The Less Noble Sex: Scientific, Religious, and Philosophical Conceptions of Woman's Nature
Indiana University Press, 1993 - 224 pages
This book looks at five major beliefs about woman's nature generally accepted by Western philosophers, theologians, and scientists from the classical period to the nineteenth century. These are that: woman is less perfect than man, woman possesses inferior rational capacities, woman has a defective moral sense, man is the primary creative force, and that woman is in need of control.
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( Genesis 1 : 1 - 13 ) The most salient aspect of the nature of the creative force as
depicted in Genesis is that it is masculine . ... is in the masculine singular ( " . . .
the waters that were gathered together he ( 7P ) called Seas ” ( Genesis 1 : 10 ] ) .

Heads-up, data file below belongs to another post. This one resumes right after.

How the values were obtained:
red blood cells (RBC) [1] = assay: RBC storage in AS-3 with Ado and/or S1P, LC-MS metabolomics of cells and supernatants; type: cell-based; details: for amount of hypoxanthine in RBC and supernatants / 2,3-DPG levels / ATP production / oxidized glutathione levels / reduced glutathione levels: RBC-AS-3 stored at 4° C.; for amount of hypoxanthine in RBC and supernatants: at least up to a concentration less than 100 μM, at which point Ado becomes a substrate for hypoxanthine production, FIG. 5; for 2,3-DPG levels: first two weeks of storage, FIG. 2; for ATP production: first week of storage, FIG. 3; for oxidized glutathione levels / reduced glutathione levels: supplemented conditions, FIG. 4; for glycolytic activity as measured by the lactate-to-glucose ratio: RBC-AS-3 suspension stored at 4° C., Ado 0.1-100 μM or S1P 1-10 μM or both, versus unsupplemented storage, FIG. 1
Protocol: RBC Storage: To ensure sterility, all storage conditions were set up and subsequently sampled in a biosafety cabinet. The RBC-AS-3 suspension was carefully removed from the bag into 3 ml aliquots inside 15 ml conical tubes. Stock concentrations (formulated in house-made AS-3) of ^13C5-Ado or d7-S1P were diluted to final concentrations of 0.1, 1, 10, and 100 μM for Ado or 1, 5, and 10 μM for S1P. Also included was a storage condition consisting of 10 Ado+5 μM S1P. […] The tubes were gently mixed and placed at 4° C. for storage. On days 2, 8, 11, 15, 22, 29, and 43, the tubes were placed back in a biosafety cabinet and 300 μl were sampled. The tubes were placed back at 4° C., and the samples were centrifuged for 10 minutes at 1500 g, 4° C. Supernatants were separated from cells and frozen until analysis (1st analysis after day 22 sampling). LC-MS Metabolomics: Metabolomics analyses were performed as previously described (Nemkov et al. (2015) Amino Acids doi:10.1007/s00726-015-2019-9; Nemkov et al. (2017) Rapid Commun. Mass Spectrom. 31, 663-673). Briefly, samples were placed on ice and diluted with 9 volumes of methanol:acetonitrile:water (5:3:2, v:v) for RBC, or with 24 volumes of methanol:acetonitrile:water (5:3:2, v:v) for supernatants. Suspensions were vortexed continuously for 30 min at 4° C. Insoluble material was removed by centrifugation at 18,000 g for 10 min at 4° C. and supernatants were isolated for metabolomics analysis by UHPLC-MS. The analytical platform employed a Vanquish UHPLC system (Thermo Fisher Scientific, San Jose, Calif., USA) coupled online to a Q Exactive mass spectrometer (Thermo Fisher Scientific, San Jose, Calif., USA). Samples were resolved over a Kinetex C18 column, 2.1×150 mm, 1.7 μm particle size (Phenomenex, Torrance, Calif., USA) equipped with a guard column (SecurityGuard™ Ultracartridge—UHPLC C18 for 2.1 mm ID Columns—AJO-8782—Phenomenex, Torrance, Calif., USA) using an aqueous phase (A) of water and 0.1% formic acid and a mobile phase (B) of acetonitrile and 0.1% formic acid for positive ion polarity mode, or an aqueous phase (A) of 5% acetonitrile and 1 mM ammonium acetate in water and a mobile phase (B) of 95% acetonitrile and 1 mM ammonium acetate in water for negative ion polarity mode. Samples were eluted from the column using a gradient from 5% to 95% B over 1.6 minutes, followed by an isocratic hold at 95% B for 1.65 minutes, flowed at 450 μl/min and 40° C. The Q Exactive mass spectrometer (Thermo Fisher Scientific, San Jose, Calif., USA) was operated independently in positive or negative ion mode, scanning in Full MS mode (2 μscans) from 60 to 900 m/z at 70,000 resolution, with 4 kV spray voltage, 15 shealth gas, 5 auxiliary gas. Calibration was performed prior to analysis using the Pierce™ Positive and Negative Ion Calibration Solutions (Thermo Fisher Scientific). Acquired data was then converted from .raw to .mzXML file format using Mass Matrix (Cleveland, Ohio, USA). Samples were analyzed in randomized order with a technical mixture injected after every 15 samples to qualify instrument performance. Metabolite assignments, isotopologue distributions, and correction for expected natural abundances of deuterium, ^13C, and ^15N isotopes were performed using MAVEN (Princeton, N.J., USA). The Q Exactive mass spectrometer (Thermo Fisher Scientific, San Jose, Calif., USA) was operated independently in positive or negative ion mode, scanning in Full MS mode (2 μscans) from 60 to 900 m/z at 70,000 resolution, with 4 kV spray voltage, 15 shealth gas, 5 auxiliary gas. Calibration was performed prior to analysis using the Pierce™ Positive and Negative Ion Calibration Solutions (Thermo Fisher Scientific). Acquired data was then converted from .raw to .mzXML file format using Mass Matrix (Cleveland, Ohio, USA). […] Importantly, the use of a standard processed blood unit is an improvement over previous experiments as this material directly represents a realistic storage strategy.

God called the dry land Earth , and the waters that were gathered together he
called Seas ” ( Genesis 1 : 5 - 10 ) . Also unlike a human craftsperson , God
created the very materials to which he gave form . The world was created ex
nihilo , out ...
The Genesis story of the creation of the universe solely from a male source
emphasizes the primacy of the male creative principle . The second version of the
story of human creation , in which man is formed out of dust and woman from his
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Tuana, a professor of the history of ideas, discusses classical through late 19th-century ideas of women, showing how scientific views and religious or philosophical views have influenced and ... Read full review
Between Man and Animal
The Weaker Vessel
The Hysteria of Woman
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